A med & grad student who used to work the line in LA, NYC, SF and Napa talking about the science of cooking and cooking with science. Harold McGee's On Food And Cooking - The Science and Lore of the Kitchen never satisfied my kitchen curiosity and more than one Chef grew exasperated with my asking "Why?" I'll try to stay on topic, but you may see a kvetch or two about the school & hospital.
My posts are presented as opinion and commentary and do not represent the views of LabSpaces Productions, LLC, my employer, or my educational institution.
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School lunch was something that left my mom exasperated. My younger brother loved school lunches. The cardboard squares of "french bread pizza." The gormless chicken nuggets. The "doesn't taste like beef" hamburgers. Overly salted and overcooked french fries and tater tots. He still misses those flavors, and tries to recapture them every chance he gets. Usually by buying microwavable french bread pizzas, hamburgers at AM/PM and tater tots at Sonic. Needless to say, we have very different tastes.
I wasn't a fan of school lunches. They either had no taste or tasted like crap. I preferred bringing my lunch from home. Whether it was a cold sandwich, some chips and a piece of fruit or leftovers. Leftovers were actually my favorite. My mom would get up even earlier to throw rice in the electric rice cooker ubiquitous of Asian and South Asian families throughout the Bay Area. I would then get leftover adobo, a vinegary Filipino stew which usually featured pork or chicken, or tenola, another type of chicken stew that had a thinner, clearer broth and more vegetables. My favorite was pancit. Thin, cellophane rice noodles tossed with soy sauce, fish sauce, tamarind juice, prawns, thin sliced chicken and a variety of vegetables all stir-fried together. Kids who brought a lunch that needed heating could have them reheated in the cafeteria next to the rectory by an army of parent volunteers. I once tried to bring dinuguan, a blood stew with pork and spices. But the strong smell didn't sit well with some of the melanin challenged parents. I was given a note home that it would be preferred if I didn't bring dinuguan again. One of the worst days ever.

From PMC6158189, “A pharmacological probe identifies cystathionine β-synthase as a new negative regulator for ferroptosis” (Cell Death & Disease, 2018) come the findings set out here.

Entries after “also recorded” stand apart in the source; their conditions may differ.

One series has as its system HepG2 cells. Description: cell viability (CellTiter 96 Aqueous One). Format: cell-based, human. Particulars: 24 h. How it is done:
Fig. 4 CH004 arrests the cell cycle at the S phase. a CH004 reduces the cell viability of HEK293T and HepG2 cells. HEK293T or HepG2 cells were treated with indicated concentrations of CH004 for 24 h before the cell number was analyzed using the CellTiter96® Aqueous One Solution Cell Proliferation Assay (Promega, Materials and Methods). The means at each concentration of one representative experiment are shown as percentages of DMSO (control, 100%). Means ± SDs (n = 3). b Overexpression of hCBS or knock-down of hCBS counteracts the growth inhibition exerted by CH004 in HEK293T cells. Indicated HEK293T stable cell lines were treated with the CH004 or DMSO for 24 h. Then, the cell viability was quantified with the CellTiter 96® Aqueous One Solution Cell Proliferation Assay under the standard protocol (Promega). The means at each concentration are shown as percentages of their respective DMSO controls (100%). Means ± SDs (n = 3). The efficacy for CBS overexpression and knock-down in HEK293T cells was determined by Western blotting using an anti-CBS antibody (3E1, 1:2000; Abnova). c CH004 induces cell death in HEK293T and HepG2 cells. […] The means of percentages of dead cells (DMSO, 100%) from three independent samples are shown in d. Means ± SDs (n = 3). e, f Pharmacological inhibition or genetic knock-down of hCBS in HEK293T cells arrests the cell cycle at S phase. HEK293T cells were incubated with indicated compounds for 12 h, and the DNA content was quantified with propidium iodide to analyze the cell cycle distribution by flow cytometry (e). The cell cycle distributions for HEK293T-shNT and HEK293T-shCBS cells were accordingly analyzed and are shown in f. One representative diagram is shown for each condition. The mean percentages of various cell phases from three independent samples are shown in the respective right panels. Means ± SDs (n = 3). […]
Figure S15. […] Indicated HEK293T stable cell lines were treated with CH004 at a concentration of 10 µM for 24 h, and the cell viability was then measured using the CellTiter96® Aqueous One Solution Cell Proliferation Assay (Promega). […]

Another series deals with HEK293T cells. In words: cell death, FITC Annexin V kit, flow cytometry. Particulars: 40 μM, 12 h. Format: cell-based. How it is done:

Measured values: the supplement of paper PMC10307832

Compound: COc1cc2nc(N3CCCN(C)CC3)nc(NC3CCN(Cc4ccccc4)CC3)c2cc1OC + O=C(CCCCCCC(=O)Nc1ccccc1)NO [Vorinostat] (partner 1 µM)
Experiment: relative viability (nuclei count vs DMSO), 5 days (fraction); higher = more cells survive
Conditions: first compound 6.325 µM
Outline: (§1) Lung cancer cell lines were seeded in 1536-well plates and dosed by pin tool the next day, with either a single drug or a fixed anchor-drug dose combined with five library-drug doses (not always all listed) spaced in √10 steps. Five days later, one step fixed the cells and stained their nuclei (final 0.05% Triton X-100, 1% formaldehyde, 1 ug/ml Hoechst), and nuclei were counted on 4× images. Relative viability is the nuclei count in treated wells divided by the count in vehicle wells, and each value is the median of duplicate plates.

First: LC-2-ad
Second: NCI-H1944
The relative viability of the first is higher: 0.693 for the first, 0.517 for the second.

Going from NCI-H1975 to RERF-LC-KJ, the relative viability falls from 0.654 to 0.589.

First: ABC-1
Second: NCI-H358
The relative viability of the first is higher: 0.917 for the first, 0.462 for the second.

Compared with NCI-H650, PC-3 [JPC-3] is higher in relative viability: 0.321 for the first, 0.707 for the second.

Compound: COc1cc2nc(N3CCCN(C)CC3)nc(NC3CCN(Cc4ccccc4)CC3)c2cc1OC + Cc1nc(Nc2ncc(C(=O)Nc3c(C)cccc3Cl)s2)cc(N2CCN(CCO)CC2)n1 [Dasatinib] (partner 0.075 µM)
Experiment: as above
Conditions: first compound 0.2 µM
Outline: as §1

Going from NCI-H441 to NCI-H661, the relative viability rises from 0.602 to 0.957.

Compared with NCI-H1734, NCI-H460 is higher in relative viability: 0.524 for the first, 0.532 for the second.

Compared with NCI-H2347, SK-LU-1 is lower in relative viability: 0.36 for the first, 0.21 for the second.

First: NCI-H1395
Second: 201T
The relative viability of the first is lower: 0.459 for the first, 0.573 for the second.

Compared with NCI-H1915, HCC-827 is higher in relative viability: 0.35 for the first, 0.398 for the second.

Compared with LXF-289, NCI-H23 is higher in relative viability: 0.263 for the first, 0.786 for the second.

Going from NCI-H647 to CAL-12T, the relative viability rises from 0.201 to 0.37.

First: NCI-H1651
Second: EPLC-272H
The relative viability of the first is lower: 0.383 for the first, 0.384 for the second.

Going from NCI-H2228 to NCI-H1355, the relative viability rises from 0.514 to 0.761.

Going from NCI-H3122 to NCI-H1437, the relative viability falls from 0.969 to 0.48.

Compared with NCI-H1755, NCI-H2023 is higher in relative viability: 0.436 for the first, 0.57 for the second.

My mom was exasperated for a few years. Luckily for her, in my 5th grade year the school instituted a punch card system for lunches. Parents could buy a block of 25 lunches. If their child wanted to buy a school hot lunch that day, they presented the card at the start of school. Sometime between Lauds and reciting the Pledge of Allegiance. It was a Catholic School, ok? And the 5th - 8th graders did their Lauds in mangled Latin. Rather than hand my brother cash each time he wanted to buy lunch he could just get the card punched. It also stopped the fighting between us. I always declined school lunch. My brother always wanted them.